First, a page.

Neocortex-cerebellum Circuitry Unit

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We aim to understand brain computations that help animals learn new skills. We are focused on the universally conserved circuits interconnecting the neocortex and cerebellum, which together account for ~99% of human neurons. Strikingly, cortico-cerebellar circuit anatomy is preserved across many domains of information processing, suggesting some basic computational approaches with utility across many behaviors and mammalian species. We are interrogating the transmission and transformation of information through cortico-cerebellar circuitry, and its modification with learning. We engineer new strategies to observe and manipulate circuits in learning animals, and use computational approaches to identify underlying mathematical principles. Via neural imaging, electrophysiology, optogenetics, and viral-genetic techniques, we are developing and testing hypotheses of cortico-cerebellar learning strategies.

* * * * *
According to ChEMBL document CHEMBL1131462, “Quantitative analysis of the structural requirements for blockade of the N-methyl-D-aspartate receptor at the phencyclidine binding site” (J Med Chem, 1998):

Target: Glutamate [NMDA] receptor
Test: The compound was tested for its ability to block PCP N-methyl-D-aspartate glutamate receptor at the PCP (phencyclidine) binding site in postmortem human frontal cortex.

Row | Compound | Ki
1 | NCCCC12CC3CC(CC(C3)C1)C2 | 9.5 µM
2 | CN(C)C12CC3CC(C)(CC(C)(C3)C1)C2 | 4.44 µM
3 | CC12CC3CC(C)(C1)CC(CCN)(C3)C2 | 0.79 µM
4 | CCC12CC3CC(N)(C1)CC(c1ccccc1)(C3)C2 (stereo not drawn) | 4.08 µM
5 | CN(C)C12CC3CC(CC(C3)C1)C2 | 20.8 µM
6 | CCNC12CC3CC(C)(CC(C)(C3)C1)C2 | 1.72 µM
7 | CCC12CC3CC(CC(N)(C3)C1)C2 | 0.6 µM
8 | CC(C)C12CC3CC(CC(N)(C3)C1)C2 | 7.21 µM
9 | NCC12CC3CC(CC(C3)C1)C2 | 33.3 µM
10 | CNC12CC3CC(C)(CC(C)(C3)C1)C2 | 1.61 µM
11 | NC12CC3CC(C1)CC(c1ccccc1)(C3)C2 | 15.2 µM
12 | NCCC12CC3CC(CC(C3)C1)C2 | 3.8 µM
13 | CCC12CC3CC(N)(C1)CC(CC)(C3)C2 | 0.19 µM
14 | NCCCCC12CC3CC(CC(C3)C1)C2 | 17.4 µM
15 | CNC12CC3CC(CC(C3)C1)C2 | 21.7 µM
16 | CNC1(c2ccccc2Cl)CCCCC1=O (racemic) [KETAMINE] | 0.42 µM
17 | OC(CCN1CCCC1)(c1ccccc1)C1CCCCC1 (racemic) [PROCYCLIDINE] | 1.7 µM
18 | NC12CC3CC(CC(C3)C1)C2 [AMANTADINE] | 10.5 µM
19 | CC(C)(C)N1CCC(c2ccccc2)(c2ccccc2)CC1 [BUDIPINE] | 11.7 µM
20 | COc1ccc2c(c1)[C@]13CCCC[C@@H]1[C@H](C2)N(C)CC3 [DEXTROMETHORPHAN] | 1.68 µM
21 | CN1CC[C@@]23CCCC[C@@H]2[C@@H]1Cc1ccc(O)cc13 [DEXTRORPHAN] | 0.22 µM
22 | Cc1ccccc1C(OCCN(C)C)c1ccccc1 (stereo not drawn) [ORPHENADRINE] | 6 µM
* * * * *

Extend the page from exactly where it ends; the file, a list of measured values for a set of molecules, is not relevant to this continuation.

Mark J. Wagner, Ph.D.

Dr. Wagner joined NINDS as a Stadtman Investigator in August 2021. Before joining the NIH, Dr. Wagner studied bioengineering at Harvard University, researching human motor control with Maurice Smith during a combined B.A./M.S., then obtained a Ph.D. in Neuroscience from Stanford University under Mark Schnitzer, as well as postdoctoral training with Liqun Luo also at Stanford, developing novel strategies to study cortex-cerebellum circuitry in learning and behaving mice.